“This collection brings with it all the trappings of the season, from pumpkins and spooky decorations, to that chill coursing over your skin in the night, and the lingering sense that death has come to claim many things, possibly the reader as well.”
The foreword by Robb Watts gives us a glimpse into Connecticut in autumn and its own brand of horror, deeply rooted in the atmosphere of the surroundings. We have a collection of both classic and contemporary writers in a cauldron of Halloween goodness. We begin with “Just Cause” by John Valeri. This story makes the reader recall the old saying ‘With nobody there is no crime’ but what happens when a man convicted of murder discovers that the so-called corpse is alive and well? Next we have “Dreams on Racks” by Melissa Crandall. In it a man gets the chance to help his horror idol who is trapped in a kind of purgatory. It’s reminiscent of Night Gallery, tales from the dark side or twilight zone, very suitable for the season of specters.
“The Californian’s Tale” by Mark Twain was originally published in 1902. It tells the story of our narrator making his way to California through rough terrain. He comes upon a little cottage and is invited in to stay by a man expecting his wife to be home soon. A party is given while he and three friends come to await her arrival; the trouble is they’ve been waiting nineteen years.
Next in line is, “Halloween Hubris” by Ryanne Strong, A grumpy old man refuses an invitation to a Halloween party but decides to go against everyone’s negative views of him and surprise them with his presence…but he surprise is on him. In “Time to Let Go” by Stacey Longo the reader meets Ben, he likes to roam the forest near his home and think about times gone by. He encounters a girl from his past, dressed as a bride and acting rather strange but it affirms that it is time to let go.
A ghastly Halloween tale is what “A Trick of a Treat” by Dan Foley truly is. It’s something to tell to your children around a low-burning campfire. There’s a warning in this story, be careful the treats you eat on Halloween and choose your costume wisely, you might get a nasty trick in return. “The Ghost in the Mill” by Harriet Beecher Stowe is a classic of ghostly horror, a man weathers a storm in an old mill with a drunkard when an unexpected visitor comes to prove that nothing can be hidden and in the end horrors can’t be buried. Elmer Munson’s offering is “What about that daughter of yours?” In it deals are made, and blood is shed. Halloween is the perfect night to cover up a murder but when plans don’t go as expected you better hope the one person who can help you is someone you haven’t neglected.
“Blood Relations” by Jon Valeri is about the queen of the Fall Ball being brutally murdered on Halloween, a year later the identity of the killer is still unknown. The suicide of a young man seems to point the finger at him but is it the truth? Did he really murder Amanda? It’s a longer story but well worth the read, it has a cinematic feel and plays out in the mind like a good slasher flick. “The Cellar” by Melissa Crandall tells the story of an abused child who seeks refuge in the darkness of a cellar, a place that the monster who tortures her won’t tread. In her time of need she discovers a new friend trapped inside of an old mirror, one that will teach the monster a lesson in torment. “Zombie Witch” by Stacey Longo gives the reader that classical Halloween feeling, another story to add to your campfire tales list. Molly gets a strange feeling about the old zombie witch Halloween decoration but won’t let her kids down, so she hangs it up. As the days pass she begins to realize she should have trusted her instincts.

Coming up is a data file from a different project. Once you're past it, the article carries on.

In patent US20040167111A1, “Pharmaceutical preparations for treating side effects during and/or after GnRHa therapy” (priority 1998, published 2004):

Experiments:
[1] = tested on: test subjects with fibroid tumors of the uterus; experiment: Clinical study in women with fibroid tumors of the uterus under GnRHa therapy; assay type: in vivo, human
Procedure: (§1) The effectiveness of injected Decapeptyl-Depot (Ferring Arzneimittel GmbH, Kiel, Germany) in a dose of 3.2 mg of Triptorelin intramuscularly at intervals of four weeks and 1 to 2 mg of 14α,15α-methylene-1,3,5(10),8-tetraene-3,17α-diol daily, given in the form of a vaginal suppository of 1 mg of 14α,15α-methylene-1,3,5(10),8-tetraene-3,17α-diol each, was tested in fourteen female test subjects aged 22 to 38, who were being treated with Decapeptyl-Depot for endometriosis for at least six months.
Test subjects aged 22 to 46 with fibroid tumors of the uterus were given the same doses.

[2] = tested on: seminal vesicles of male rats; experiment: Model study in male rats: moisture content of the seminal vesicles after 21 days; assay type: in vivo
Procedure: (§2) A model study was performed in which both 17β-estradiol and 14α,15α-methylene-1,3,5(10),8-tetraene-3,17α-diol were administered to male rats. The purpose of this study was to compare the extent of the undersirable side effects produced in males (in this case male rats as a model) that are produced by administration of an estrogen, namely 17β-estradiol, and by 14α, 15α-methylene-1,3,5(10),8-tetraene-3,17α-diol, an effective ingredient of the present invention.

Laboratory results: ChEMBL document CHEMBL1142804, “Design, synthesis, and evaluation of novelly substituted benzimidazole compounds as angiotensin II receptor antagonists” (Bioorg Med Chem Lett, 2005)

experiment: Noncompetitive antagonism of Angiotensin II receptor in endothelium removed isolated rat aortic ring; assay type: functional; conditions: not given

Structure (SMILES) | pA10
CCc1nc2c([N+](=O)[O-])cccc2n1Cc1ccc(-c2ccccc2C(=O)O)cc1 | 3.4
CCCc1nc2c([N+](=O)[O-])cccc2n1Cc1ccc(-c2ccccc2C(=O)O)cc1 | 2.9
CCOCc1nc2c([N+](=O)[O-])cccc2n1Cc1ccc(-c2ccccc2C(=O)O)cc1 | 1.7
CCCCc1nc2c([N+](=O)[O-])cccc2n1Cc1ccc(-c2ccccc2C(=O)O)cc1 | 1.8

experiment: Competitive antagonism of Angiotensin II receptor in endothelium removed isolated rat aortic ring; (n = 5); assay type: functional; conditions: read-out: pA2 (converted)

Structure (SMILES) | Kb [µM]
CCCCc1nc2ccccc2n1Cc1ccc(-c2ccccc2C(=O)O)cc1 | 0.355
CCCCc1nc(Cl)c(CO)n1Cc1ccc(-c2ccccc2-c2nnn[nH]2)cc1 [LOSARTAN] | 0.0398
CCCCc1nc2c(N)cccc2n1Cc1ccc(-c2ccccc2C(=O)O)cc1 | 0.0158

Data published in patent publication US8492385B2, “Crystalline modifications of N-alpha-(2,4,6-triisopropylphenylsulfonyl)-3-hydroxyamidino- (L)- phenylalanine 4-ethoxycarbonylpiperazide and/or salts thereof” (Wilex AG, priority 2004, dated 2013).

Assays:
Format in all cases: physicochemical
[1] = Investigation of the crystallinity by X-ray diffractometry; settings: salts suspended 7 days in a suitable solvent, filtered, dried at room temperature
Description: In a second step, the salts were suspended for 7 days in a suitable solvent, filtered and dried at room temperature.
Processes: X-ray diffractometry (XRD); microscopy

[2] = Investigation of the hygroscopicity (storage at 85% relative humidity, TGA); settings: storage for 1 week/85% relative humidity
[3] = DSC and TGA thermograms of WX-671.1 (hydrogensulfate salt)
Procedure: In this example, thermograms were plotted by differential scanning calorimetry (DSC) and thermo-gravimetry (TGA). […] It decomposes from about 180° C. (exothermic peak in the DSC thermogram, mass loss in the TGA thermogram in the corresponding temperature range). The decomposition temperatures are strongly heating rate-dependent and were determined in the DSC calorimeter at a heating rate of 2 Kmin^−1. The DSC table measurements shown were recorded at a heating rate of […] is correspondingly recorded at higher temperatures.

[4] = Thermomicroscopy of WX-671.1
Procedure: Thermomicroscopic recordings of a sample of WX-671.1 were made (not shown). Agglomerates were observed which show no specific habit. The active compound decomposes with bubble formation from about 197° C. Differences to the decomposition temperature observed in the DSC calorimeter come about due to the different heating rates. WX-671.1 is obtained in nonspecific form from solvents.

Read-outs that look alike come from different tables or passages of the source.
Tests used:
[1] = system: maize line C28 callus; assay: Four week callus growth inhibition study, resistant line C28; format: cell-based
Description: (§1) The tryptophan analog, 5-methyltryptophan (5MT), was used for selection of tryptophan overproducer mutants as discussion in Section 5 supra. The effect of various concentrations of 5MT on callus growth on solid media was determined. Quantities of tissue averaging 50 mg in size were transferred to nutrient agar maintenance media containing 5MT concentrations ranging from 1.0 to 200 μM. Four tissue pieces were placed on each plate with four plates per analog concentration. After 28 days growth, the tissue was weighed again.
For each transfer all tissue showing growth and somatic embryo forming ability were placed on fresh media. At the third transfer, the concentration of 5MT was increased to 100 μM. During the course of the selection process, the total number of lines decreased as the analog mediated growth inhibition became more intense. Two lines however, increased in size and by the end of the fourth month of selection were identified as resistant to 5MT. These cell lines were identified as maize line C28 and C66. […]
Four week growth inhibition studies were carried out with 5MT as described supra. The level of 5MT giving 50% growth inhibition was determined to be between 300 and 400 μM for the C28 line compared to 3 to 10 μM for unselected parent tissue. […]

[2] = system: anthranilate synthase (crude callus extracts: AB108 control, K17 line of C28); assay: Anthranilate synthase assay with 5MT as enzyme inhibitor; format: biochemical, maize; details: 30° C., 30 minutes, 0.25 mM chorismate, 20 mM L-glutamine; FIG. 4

“The Giant Wistaria” by Charlotte Perkins Gilman warns us that there are houses that must certainly be haunted, and deep within them the truth awaits. A haunting story, perfect for a Halloween read. Originally published in 1891, it’s just as powerful and frightening today as it was then. Next the reader is presented with “Crawl” by Kristi Petersen Schoonover, There are things that creep and crawl on Halloween night, and sometimes the most unsuspecting objects become truly threatening. “The Bag” by Dan Foley is about a bag in an antique store that is given to a boy as a gift, but is it something to be treasured or feared? On Halloween night he finds out. Next we have a poem, “Maniac’s Song” by John G.C. Brainard, a native of the nutmeg state and gifted in conveying the hopelessness of the mind.
We finish with “Sophie” by Ryanne Strong; we meet Katie who moves into a new apartment complex. She’s now thirteen and old enough to be home alone, she’s not allowed to answer the door when anyone knocks, but for Sophie she does. The little girl is different than most children her age, very different. A great story to round out the anthology.
The afterword by Stacey Longo explains the making of this collection; it was truly a craft of love for the genre and her state. She wove together a pleasing mix of stories that set the mood for Halloween.
Autumn, for so many, is the best time of the year. We wait patiently through the torment of summer to be rewarded with its cool breezes, the smell of it in the air and also the magic of Halloween. This collection brings with it all the trappings of the season, from pumpkins and spooky decorations, to that chill coursing over your skin in the night, and the lingering sense that death has come to claim many things, possibly the reader as well.
Publisher: Books and Boos Press
Release Date: 14 September 2016
If you enjoyed our review of Tricks and Treats: A Collection of Spooky Stories by Connecticut Authors, please consider clicking through to our Amazon affiliated links. If you do you’ll keep the This is Horror ship afloat with some very welcome remuneration.